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1956. Called before the House Un-American Activities Committee, actor John Randolph refused to cooperate with the inquisitors. After thirteen years of blacklisting, he was to resurface on "Columbo," "The Bob Newhart Show," "Who's the Boss?" and "Roseanne".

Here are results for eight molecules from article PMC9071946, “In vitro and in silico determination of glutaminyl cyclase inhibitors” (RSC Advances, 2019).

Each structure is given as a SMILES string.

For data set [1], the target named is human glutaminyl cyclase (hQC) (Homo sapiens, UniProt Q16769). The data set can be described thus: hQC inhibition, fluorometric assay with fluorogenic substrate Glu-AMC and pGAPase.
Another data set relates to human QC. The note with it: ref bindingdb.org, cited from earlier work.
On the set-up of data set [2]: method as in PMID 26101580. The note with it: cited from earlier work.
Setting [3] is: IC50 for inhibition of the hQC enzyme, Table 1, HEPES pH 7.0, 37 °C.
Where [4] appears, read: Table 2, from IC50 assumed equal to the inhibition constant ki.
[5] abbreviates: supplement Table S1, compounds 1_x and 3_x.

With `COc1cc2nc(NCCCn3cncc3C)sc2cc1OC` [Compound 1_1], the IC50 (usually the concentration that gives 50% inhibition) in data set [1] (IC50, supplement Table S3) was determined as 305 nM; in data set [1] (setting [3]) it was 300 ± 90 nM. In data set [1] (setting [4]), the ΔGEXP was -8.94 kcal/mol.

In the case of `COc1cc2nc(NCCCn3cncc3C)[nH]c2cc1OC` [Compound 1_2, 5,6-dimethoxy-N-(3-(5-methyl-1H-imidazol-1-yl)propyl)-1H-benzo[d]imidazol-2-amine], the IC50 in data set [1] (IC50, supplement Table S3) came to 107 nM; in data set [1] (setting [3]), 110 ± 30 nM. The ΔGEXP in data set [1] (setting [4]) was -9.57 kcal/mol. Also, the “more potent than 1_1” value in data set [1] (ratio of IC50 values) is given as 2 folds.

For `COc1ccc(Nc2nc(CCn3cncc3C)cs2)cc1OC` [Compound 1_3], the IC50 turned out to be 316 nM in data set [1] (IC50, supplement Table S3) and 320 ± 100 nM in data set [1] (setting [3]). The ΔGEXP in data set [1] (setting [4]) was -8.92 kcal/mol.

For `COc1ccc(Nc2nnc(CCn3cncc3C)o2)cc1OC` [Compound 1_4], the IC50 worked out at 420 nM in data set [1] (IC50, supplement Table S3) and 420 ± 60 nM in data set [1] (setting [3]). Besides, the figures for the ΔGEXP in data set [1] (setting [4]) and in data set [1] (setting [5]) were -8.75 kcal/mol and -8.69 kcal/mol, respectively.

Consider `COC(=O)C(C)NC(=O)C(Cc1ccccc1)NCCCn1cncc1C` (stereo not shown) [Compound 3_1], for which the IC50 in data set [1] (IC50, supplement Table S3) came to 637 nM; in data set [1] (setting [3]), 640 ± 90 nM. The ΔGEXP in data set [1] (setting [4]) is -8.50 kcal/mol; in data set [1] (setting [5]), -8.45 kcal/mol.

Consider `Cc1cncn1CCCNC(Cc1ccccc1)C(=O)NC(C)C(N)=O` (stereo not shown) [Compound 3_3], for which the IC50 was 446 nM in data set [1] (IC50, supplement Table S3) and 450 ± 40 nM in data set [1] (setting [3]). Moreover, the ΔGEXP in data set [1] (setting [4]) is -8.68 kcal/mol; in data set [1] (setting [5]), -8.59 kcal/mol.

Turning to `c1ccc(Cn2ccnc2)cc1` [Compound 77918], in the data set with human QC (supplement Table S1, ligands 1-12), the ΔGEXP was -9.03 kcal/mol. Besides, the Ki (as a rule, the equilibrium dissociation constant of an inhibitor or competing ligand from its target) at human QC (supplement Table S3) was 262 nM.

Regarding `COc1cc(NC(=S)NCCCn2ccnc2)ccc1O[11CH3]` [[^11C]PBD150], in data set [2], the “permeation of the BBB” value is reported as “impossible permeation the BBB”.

The hearing was like a three-ring circus. You were surrounded by this tremendous spotlight of publicity: newspapers, television cameras, radio broadcasters. And all the hate groups were there every day in the first three or four rows. If you hadn't been blacklisted by that time, you knew you definitely were going to be. I went in with this attitude: You have no right to ask me what my political opinions are. And it's none of your business whether Joe Schlamps is a Communist or a Socialist or a Republican or a Democrat. That's his right. I would refuse to answer questions of that sort. They started with their whole rigmarole: What's your name? Where did you go to school? What shows have you been in? I was concerned that just answering, "Yes, I was a member of the Ibsen Theater," would open up an area. "Who else was there?" Suddenly you're mentioning eight other actors. What if they had some stoolie say the Ibsen Theater was run by a bunch of Commies? As much as you plan, you may open up an area that would lead to other people getting smeared. When they asked, "Are you working now?" I said, "With no intention to comment about this committee hearing, I'm in a play called Much Ado About Nothing."